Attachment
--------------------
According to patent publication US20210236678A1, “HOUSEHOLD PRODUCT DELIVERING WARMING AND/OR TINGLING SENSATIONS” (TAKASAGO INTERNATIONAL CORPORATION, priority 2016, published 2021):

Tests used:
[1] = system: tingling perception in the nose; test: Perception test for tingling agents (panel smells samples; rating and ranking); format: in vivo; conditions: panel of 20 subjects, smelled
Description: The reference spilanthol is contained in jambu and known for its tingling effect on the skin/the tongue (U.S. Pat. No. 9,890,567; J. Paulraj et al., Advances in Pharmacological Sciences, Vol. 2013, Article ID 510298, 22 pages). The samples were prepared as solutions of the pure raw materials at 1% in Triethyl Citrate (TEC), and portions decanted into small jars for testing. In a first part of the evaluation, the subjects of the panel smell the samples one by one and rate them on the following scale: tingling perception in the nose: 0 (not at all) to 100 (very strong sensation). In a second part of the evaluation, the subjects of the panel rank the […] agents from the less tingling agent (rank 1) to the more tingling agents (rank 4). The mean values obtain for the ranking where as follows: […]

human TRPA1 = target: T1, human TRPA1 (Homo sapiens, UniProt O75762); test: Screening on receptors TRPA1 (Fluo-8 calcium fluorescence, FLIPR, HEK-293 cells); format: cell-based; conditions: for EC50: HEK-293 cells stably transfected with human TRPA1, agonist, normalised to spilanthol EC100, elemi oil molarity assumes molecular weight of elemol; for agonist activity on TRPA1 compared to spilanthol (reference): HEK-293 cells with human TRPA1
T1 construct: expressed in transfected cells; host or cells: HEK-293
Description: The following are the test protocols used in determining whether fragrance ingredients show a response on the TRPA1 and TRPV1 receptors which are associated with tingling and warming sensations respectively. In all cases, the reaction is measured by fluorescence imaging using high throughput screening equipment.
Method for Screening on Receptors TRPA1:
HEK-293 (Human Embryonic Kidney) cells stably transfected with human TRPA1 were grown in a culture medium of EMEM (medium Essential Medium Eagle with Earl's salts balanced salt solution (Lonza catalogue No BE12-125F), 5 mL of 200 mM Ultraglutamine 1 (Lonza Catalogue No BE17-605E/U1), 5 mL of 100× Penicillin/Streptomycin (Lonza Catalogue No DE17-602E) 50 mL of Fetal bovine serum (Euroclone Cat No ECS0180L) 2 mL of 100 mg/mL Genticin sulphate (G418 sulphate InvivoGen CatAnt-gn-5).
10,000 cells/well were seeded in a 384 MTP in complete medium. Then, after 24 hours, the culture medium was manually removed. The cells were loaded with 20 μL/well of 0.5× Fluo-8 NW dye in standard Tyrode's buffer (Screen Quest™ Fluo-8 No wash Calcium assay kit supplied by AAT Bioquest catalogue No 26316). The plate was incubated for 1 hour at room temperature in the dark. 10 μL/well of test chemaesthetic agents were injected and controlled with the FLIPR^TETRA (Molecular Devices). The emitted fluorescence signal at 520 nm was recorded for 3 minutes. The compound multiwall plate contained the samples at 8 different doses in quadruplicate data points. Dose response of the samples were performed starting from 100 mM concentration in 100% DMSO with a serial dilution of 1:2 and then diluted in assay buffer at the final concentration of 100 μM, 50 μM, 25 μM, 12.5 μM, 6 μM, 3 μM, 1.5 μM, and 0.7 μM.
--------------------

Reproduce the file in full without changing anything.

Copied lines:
According to patent publication US20210236678A1, “HOUSEHOLD PRODUCT DELIVERING WARMING AND/OR TINGLING SENSATIONS” (TAKASAGO INTERNATIONAL CORPORATION, priority 2016, published 2021):

Tests used:
[1] = system: tingling perception in the nose; test: Perception test for tingling agents (panel smells samples; rating and ranking); format: in vivo; conditions: panel of 20 subjects, smelled
Description: The reference spilanthol is contained in jambu and known for its tingling effect on the skin/the tongue (U.S. Pat. No. 9,890,567; J. Paulraj et al., Advances in Pharmacological Sciences, Vol. 2013, Article ID 510298, 22 pages). The samples were prepared as solutions of the pure raw materials at 1% in Triethyl Citrate (TEC), and portions decanted into small jars for testing. In a first part of the evaluation, the subjects of the panel smell the samples one by one and rate them on the following scale: tingling perception in the nose: 0 (not at all) to 100 (very strong sensation). In a second part of the evaluation, the subjects of the panel rank the […] agents from the less tingling agent (rank 1) to the more tingling agents (rank 4). The mean values obtain for the ranking where as follows: […]

human TRPA1 = target: T1, human TRPA1 (Homo sapiens, UniProt O75762); test: Screening on receptors TRPA1 (Fluo-8 calcium fluorescence, FLIPR, HEK-293 cells); format: cell-based; conditions: for EC50: HEK-293 cells stably transfected with human TRPA1, agonist, normalised to spilanthol EC100, elemi oil molarity assumes molecular weight of elemol; for agonist activity on TRPA1 compared to spilanthol (reference): HEK-293 cells with human TRPA1
T1 construct: expressed in transfected cells; host or cells: HEK-293
Description: The following are the test protocols used in determining whether fragrance ingredients show a response on the TRPA1 and TRPV1 receptors which are associated with tingling and warming sensations respectively. In all cases, the reaction is measured by fluorescence imaging using high throughput screening equipment.
Method for Screening on Receptors TRPA1:
HEK-293 (Human Embryonic Kidney) cells stably transfected with human TRPA1 were grown in a culture medium of EMEM (medium Essential Medium Eagle with Earl's salts balanced salt solution (Lonza catalogue No BE12-125F), 5 mL of 200 mM Ultraglutamine 1 (Lonza Catalogue No BE17-605E/U1), 5 mL of 100× Penicillin/Streptomycin (Lonza Catalogue No DE17-602E) 50 mL of Fetal bovine serum (Euroclone Cat No ECS0180L) 2 mL of 100 mg/mL Genticin sulphate (G418 sulphate InvivoGen CatAnt-gn-5).
10,000 cells/well were seeded in a 384 MTP in complete medium. Then, after 24 hours, the culture medium was manually removed. The cells were loaded with 20 μL/well of 0.5× Fluo-8 NW dye in standard Tyrode's buffer (Screen Quest™ Fluo-8 No wash Calcium assay kit supplied by AAT Bioquest catalogue No 26316). The plate was incubated for 1 hour at room temperature in the dark. 10 μL/well of test chemaesthetic agents were injected and controlled with the FLIPR^TETRA (Molecular Devices). The emitted fluorescence signal at 520 nm was recorded for 3 minutes. The compound multiwall plate contained the samples at 8 different doses in quadruplicate data points. Dose response of the samples were performed starting from 100 mM concentration in 100% DMSO with a serial dilution of 1:2 and then diluted in assay buffer at the final concentration of 100 μM, 50 μM, 25 μM, 12.5 μM, 6 μM, 3 μM, 1.5 μM, and 0.7 μM.